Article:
Story Source:

The above story is based on materials provided by American College of Allergy, Asthma and Immunology (ACAAI). Note: Materials may be edited for content and length.


Cite This Page:

American College of Allergy, Asthma and Immunology (ACAAI). "Dogs may not be' man’s best friend' during hay fever season." ScienceDaily. ScienceDaily, 24 August 2010. <www.sciencedaily.com/releases/2010/08/100823194055.htm>.
American College of Allergy, Asthma and Immunology (ACAAI). (2010, August 24). Dogs may not be' man’s best friend' during hay fever season. ScienceDaily. Retrieved September 15, 2014 from www.sciencedaily.com/releases/2010/08/100823194055.htm
American College of Allergy, Asthma and Immunology (ACAAI). "Dogs may not be' man’s best friend' during hay fever season." ScienceDaily. www.sciencedaily.com/releases/2010/08/100823194055.htm (accessed September 15, 2014).

Share This



More Health & Medicine News

Monday, September 15, 2014

Featured Research

from universities, journals, and other organizations


Featured Videos

from AP, Reuters, AFP, and other news services

EU Ministers and Experts Meet to Discuss Ebola Reponse

EU Ministers and Experts Meet to Discuss Ebola Reponse

AFP (Sep. 15, 2014) The European Commission met on Monday to coordinate aid that the EU can offer to African countries affected by the Ebola outbreak. Duration: 00:58 Video provided by AFP
Powered by NewsLook.com
Despite The Risks, Antibiotics Still Overprescribed For Kids

Despite The Risks, Antibiotics Still Overprescribed For Kids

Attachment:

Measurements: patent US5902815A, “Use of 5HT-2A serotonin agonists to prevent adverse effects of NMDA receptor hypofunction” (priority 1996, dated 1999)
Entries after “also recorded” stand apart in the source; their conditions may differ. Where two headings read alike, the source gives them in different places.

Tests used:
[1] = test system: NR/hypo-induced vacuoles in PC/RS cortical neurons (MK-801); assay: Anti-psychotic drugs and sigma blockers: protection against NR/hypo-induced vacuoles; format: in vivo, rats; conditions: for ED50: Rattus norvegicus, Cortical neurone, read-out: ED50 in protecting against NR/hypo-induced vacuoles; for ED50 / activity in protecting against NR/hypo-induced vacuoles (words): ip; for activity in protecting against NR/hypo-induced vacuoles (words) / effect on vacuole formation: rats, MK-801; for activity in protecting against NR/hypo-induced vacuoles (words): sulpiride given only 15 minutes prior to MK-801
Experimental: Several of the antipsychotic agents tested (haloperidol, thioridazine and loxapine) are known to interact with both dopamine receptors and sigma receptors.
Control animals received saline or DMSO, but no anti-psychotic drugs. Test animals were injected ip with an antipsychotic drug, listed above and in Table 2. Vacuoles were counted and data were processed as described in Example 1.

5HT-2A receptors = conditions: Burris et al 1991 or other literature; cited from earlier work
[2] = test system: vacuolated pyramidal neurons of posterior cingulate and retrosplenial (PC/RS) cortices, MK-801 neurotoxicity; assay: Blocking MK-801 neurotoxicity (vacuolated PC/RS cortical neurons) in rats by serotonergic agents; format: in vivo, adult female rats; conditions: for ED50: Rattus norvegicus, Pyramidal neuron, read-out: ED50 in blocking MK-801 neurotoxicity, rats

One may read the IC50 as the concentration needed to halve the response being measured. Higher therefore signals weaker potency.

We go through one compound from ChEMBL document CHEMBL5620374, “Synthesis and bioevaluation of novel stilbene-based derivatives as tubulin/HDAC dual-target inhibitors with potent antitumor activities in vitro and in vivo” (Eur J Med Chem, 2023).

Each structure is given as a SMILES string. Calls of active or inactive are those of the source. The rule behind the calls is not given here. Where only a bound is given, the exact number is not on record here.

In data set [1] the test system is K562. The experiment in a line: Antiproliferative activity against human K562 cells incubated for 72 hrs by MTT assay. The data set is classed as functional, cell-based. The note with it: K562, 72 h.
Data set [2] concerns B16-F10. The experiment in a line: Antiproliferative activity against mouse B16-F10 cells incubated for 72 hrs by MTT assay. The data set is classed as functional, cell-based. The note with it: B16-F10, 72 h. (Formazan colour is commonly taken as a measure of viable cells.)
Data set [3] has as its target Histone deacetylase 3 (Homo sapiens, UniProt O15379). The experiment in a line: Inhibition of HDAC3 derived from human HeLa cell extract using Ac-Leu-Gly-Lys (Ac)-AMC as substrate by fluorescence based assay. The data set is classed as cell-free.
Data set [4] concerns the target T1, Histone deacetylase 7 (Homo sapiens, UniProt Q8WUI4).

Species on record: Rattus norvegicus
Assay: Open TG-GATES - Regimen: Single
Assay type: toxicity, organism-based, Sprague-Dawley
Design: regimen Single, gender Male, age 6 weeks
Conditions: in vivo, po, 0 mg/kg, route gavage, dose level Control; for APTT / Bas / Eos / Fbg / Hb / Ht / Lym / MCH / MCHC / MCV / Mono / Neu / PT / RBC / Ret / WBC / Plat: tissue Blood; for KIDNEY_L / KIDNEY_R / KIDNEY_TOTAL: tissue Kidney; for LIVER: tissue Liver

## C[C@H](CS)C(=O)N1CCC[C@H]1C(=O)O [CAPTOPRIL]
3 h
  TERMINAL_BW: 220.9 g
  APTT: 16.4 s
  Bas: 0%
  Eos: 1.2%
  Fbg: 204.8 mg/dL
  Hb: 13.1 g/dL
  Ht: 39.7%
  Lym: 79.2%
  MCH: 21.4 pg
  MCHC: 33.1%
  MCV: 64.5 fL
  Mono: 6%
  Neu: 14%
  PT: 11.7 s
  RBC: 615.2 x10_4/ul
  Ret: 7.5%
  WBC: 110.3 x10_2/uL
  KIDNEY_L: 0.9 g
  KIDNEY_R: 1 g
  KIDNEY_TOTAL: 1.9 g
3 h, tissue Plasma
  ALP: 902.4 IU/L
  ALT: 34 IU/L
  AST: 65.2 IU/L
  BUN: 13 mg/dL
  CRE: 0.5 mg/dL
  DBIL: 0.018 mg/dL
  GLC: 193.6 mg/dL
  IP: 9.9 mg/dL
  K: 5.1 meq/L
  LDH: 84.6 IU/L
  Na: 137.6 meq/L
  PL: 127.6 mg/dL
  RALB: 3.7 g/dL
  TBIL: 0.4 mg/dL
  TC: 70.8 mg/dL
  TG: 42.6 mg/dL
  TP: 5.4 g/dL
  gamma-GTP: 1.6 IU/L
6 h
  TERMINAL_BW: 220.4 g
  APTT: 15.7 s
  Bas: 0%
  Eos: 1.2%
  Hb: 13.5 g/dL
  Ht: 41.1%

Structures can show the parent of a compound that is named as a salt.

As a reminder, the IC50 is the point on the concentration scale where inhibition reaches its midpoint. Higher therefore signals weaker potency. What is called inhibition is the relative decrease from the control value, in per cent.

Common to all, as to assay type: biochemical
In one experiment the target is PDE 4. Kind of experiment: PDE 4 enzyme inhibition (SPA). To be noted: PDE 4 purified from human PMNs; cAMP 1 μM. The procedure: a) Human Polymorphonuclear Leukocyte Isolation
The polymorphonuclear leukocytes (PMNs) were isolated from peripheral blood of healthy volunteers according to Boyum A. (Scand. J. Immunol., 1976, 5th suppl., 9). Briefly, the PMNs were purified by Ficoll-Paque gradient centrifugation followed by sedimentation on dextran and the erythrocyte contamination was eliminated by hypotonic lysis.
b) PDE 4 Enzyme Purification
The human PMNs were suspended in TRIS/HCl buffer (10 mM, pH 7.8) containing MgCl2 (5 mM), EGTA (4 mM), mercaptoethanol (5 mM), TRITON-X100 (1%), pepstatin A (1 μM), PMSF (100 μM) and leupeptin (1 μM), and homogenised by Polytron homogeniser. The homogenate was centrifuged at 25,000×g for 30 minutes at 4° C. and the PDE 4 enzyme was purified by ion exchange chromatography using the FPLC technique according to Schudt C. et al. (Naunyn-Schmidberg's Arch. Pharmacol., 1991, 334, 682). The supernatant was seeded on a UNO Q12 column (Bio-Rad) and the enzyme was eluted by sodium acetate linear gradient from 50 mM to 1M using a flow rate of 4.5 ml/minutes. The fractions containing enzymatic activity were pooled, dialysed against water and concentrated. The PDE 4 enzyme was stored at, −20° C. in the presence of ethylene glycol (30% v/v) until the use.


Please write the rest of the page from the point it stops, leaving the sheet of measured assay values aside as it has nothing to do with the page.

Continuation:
Newsy (Sep. 15, 2014) A new study finds children are prescribed antibiotics twice as often as is necessary. Video provided by Newsy
Powered by NewsLook.com
FDA Eyes Skin Shocks Used at Mass. School

FDA Eyes Skin Shocks Used at Mass. School

AP (Sep. 15, 2014) The FDA is considering whether to ban devices used by the Judge Rotenberg Educational Center in Canton, Massachusetts, the only place in the country known to use electrical skin shocks as aversive conditioning for aggressive patients. (Sept. 15) Video provided by AP
Powered by NewsLook.com
Respiratory Virus Spreads To Northeast, Now In 21 States

Respiratory Virus Spreads To Northeast, Now In 21 States

Newsy (Sep. 14, 2014) The respiratory virus Enterovirus D68, which targets children, has spread from the Midwest to 21 states. Video provided by Newsy
Powered by NewsLook.com

Search ScienceDaily

Number of stories in archives: 140,361

Find with keyword(s):
Enter a keyword or phrase to search ScienceDaily for related topics and research stories.

Save/Print:
Share:

Breaking News:
from the past week

In Other News

... from NewsDaily.com

Science News

Health News

Environment News

Technology News



Save/Print:
Share:

Free Subscriptions


Get the latest science news with ScienceDaily's free email newsletters, updated daily and weekly. Or view hourly updated newsfeeds in your RSS reader:

Get Social & Mobile


Keep up to date with the latest news from ScienceDaily via social networks and mobile apps:

Have Feedback?


Tell us what you think of ScienceDaily -- we welcome both positive and negative comments. Have any problems using the site? Questions?
Mobile: iPhone Android Web
Follow: Facebook Twitter Google+
Subscribe: RSS Feeds Email Newsletters
Latest Headlines Health & Medicine Mind & Brain Space & Time Matter & Energy Computers & Math Plants & Animals Earth & Climate Fossils & Ruins